The House of the Virgin Mary

In the House of Virgin Mary, which is declared sacred by the Vatican, Muslims, as well as Christians from all over the world, pray and make a vow for the pilgrimage.

When Jesus was crucified in Jerusalem by the Romans, he was 33 years old. Before Jesus draws his last breath, Jesus delivers his mother, Mary, to her close friend Saint Jean. St. Jean thought that Jerusalem might be dangerous for Mother Mary, and brought him to Ephesus, the famous city of that time (AD 33). Since Ephesus was in the administration of the Romans, she kept Mary in the forest on the back of Mount Bulbul and built a house.

Saint Jean is said to have written his Bible here. His grave is in the Saint Jean Basilica in Selcuk. It is reported that Mother Mary lived to the age of 101 and her tomb is in the north-east of the Panayir Mountain.

The discovery of Virgin Mary’s House in Bülbül Dağ near the ancient city of Ephesus in İzmir’s Selçuk province begins with the dream of Anya Katharina Emmerick (1774-1824), a peasant woman who has never come to Ephesus. The dreams follow each other and say, “Mother Mary’s House is on the mountain behind Ephesus, that it sees both Ephesus and the sea, there is cool spring water”. Katherine, the nun who never went out of Germany, collects all these dreams in a book. The book, titled “The Life of the Virgin Mary,” is of great interest to the Christian world. In 1881, considering this book the Vatican starts looking for Mother Mary’s House.

10 years later, Eugene Poulin, the Director of Izmir College of French and Hebrew specialist and well-known Jewish tradition, examines the book of Katharina Emmerick and decides to organize a trip to Ephesus. Two priests and two Catholics will be appointed even though he doesn’t go there.

On July 27, 1891, four people set off. In Ephesus, a person named Mustafa, who knows the locals well, is asked for help. But a while ago an Armenian Catholic priest have claimed to have found something in Degirmendere, so they wander from Aziziye (Çamlık) instead of Ayasuluk (Selcuk). When they came to the Orthodox monastery in Degirmendere, the chairman of the delegation. Jung, asks the papa there, “Where did the Virgin Mary die?” He answers “in Jerusalem”.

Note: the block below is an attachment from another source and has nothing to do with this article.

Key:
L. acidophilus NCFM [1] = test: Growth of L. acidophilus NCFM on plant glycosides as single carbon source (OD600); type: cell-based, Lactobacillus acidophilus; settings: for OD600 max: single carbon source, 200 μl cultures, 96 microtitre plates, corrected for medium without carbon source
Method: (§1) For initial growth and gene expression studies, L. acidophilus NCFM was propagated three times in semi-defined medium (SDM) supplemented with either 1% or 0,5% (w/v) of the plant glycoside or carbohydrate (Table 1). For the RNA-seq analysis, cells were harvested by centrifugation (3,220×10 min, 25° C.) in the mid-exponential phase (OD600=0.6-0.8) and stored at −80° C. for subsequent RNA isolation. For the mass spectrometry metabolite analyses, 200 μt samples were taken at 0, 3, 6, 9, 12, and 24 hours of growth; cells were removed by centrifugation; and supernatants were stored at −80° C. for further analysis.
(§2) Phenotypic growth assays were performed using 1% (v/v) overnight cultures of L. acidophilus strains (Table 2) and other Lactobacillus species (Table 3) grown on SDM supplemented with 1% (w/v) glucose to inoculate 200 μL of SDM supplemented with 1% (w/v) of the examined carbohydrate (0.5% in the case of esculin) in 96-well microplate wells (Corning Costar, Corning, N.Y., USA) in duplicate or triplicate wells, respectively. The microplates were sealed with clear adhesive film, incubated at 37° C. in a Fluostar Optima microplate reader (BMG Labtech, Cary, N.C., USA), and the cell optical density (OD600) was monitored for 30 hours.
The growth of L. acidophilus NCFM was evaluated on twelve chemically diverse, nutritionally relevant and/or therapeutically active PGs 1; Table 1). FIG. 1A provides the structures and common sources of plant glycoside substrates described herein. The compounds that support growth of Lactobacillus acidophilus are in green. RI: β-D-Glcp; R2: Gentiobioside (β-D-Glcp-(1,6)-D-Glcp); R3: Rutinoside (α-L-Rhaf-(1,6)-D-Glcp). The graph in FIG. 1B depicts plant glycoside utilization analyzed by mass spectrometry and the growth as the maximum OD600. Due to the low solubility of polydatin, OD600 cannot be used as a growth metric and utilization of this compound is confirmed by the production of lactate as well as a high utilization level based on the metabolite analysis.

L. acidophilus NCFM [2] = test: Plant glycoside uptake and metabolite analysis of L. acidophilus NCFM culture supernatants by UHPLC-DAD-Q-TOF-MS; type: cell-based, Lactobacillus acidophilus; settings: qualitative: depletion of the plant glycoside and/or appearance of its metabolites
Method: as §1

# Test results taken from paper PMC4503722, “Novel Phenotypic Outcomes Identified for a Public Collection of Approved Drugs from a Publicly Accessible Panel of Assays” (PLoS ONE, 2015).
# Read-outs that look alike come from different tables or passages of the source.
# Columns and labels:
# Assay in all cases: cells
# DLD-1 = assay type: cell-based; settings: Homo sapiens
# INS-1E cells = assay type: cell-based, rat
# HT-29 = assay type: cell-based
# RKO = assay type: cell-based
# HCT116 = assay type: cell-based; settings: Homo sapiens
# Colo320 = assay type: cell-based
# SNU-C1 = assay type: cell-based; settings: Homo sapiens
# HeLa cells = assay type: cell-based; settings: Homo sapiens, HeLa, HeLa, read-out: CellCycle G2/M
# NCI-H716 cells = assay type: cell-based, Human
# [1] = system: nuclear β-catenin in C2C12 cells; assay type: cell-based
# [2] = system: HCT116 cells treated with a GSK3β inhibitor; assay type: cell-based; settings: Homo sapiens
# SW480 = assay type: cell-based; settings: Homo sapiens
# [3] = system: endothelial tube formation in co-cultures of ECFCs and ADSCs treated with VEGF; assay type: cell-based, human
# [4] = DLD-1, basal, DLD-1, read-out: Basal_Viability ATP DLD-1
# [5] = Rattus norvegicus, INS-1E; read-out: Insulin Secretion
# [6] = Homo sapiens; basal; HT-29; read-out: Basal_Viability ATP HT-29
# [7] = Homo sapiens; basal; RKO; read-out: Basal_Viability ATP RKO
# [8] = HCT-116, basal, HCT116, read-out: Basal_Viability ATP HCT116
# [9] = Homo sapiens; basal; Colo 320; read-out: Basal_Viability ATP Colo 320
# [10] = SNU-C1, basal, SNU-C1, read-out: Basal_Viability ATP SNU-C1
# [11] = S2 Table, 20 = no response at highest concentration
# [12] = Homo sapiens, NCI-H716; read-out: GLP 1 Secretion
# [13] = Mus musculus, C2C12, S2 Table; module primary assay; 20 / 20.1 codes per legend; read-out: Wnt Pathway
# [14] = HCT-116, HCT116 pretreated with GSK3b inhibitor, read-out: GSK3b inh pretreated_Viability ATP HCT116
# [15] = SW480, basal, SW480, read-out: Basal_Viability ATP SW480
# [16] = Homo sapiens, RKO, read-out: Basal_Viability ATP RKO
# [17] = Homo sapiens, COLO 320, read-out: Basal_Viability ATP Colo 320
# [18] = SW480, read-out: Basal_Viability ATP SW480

Since the trip to Değirmendere brings no positive results, the four searchers decide to stay in Kusadasi and continue their research by moving from Ayasuluk with a compass in their hands the following day and taking the book of Katharina Emmerick as a guide.

On July 29, 1891, at 11:00 am, they arrive jadedly at a small plateau with tobacco. Since they are thirsty, they want water from women working in the field. “We do not have any water, but go to the monastery and you will find water there.” replied the women. With this sign, they show a house that has been quite ruined.

After slaking thoroughly their thirst, four researchers look around and are very surprised. The ruined house, the mountain behind the house, the sea in front of them … It was the depiction made by Katharina Emmerick for the house of Mary … In the book of Katharina Emmerick, it was written that the hillside where Mother Mary’s Home was located, Ephesus and the sea were seen from the top of the mountain. For two days he run from one hill to the other, but Ephesus and the sea have not appeared anywhere else except the hill of the mountain where Mother Mary’s House is located. So they return to Izmir and they begin to explain happily that they have found Mary’s house.

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